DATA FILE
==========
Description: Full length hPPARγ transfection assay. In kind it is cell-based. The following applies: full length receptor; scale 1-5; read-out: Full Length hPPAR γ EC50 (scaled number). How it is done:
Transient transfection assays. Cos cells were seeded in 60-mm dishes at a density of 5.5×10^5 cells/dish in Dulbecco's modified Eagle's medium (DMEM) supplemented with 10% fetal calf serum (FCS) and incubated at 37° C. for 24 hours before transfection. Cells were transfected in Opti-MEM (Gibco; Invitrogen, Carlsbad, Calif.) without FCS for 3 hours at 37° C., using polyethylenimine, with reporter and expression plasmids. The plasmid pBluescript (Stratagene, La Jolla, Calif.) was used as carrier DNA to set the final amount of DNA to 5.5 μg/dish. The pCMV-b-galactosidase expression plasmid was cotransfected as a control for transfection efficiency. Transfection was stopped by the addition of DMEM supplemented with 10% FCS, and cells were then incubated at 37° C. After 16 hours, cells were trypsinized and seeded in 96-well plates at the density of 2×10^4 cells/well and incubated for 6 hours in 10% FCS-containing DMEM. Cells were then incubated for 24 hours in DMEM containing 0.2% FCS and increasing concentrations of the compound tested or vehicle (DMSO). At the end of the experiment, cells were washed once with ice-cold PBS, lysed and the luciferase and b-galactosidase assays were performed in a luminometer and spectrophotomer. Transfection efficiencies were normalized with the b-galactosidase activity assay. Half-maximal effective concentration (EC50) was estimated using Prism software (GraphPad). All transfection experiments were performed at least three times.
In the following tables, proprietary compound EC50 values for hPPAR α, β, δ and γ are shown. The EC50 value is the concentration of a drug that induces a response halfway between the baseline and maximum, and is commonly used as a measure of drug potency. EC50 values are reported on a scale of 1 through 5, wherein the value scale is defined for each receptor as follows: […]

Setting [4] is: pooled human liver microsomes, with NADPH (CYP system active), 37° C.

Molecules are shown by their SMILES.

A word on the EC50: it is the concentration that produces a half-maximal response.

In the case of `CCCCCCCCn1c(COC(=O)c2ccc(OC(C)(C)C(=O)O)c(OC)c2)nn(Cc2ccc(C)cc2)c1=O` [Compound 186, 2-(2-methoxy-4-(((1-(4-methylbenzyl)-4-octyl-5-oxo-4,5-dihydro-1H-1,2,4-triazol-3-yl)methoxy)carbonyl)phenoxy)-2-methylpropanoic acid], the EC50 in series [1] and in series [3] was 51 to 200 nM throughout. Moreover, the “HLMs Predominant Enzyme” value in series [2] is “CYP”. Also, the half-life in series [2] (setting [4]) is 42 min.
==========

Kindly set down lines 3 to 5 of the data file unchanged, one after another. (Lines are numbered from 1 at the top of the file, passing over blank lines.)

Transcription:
In the following tables, proprietary compound EC50 values for hPPAR α, β, δ and γ are shown. The EC50 value is the concentration of a drug that induces a response halfway between the baseline and maximum, and is commonly used as a measure of drug potency. EC50 values are reported on a scale of 1 through 5, wherein the value scale is defined for each receptor as follows: […]

Setting [4] is: pooled human liver microsomes, with NADPH (CYP system active), 37° C.

Molecules are shown by their SMILES.